NPPC Urges RFS Waiver

WASHINGTON, D.C. - With rising pressures on this year’s corn crop, which now have been ratcheted up because of flooding in the Midwest, and the prospect of significant numbers of pork producers going out of business from the resulting higher feed costs, the National Pork Producers Council today called for the federally-mandated target for corn-based ethanol production to be cut in half.
calendar icon 24 June 2008
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In comments submitted to the U.S. Environmental Protection Agency, NPPC urged that the state of Texas be granted a waiver of the Renewable Fuels Standard (RFS) and that the amount of biofuels – ethanol is the only viable biofuel – that must be produced in 2008 be reduced to 4.5 billion gallons from 9 billion gallons. EPA must make a decision on the waiver requested by Gov. Rick Perry by July 24.

"The U.S. government’s intervention in grain markets, through the RFS, has created one of the most severe economic crises to ever hit pork producers."
NPPC President Bryan Black

Pork producers have been feeling the pinch of higher prices for feed, which accounts for 70 percent of the cost of raising a hog. Feed grain prices already were increasing starting in the summer of 2006 because of the rapid rise in ethanol production. Since then, increased global demand for crops, drought conditions in parts of the world and the RFS requirement have fueled even higher grain prices. (A bushel of corn for July delivery now is selling for more than $7 compared with about $2.60 in July 2006.) From September 2007 to April 2008, corn prices rose 124 percent and soybean meal prices went up 94 percent. During that time, pork producers lost an average of $30 on each hog marketed.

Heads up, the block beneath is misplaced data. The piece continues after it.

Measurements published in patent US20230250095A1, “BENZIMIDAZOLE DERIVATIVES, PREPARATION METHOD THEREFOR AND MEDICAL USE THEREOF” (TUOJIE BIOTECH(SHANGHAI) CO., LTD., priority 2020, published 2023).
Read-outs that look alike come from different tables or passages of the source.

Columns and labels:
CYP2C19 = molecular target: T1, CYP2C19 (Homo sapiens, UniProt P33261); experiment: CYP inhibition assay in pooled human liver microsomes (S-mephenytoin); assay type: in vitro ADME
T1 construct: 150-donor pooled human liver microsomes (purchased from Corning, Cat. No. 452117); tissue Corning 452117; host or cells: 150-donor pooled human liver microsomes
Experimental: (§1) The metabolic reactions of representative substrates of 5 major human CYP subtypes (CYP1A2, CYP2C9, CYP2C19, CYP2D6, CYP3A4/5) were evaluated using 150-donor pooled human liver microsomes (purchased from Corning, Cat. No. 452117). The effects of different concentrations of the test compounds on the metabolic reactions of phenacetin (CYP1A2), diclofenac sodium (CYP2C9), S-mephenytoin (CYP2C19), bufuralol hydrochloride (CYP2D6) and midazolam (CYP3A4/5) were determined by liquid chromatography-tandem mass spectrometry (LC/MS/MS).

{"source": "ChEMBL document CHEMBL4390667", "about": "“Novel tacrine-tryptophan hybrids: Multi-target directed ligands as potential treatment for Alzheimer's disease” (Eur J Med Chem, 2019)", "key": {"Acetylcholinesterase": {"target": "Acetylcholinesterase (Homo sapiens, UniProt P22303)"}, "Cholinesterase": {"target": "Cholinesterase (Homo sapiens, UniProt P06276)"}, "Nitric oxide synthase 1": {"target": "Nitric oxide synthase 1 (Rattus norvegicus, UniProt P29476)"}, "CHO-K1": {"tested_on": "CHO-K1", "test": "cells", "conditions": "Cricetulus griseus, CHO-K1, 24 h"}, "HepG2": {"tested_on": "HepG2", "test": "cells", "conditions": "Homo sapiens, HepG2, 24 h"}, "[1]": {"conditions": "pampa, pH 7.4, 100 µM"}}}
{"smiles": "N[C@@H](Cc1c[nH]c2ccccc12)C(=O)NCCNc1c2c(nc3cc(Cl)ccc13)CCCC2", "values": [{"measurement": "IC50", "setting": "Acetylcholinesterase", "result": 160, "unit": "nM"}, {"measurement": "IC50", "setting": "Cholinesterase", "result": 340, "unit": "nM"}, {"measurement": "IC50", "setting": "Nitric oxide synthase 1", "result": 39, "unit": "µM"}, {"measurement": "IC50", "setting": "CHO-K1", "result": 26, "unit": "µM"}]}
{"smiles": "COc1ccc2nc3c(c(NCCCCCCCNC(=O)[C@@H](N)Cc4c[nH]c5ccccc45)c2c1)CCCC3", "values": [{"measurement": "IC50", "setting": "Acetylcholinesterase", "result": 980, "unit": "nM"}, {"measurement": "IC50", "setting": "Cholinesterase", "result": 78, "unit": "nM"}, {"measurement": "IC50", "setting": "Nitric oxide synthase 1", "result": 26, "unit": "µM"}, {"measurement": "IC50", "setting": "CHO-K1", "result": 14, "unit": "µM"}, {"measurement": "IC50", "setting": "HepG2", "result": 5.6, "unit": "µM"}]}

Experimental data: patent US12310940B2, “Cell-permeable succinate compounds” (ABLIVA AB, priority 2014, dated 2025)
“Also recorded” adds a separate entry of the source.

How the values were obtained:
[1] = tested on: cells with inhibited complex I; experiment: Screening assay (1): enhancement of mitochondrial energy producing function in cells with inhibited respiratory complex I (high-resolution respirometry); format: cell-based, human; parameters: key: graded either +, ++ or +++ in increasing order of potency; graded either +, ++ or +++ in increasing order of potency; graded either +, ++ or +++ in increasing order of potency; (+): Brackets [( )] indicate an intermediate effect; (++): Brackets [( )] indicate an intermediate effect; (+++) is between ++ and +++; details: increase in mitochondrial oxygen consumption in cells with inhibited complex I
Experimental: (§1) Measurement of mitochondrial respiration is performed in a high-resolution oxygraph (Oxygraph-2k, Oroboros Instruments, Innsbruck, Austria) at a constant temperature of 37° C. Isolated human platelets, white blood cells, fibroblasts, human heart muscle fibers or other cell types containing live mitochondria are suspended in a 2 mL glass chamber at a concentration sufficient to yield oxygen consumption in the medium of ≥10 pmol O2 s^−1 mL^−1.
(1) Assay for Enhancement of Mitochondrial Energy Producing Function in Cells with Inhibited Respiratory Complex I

“The U.S. government’s intervention in grain markets, through the RFS, has created one of the most severe economic crises to ever hit pork producers,“ said NPPC President Bryan Black, a producer from Canal Winchester, Ohio. “The impact for the pork industry and its customers will be devastating as herds are culled, producers go out of business and pork prices skyrocket.“

Making matters worse are the recent flooding in much of the Heartland and delayed plantings because of a cool, wet spring, which have pushed corn yield forecasts significantly below earlier projections. USDA recently reduced to 149 bushels from 154 bushels its estimated average yield per acre. That expected shortfall along with a mandated 38 percent increase in ethanol production over last year has producers very concerned about having physical access to corn to feed their livestock, pointed out NPPC in its comments to EPA.

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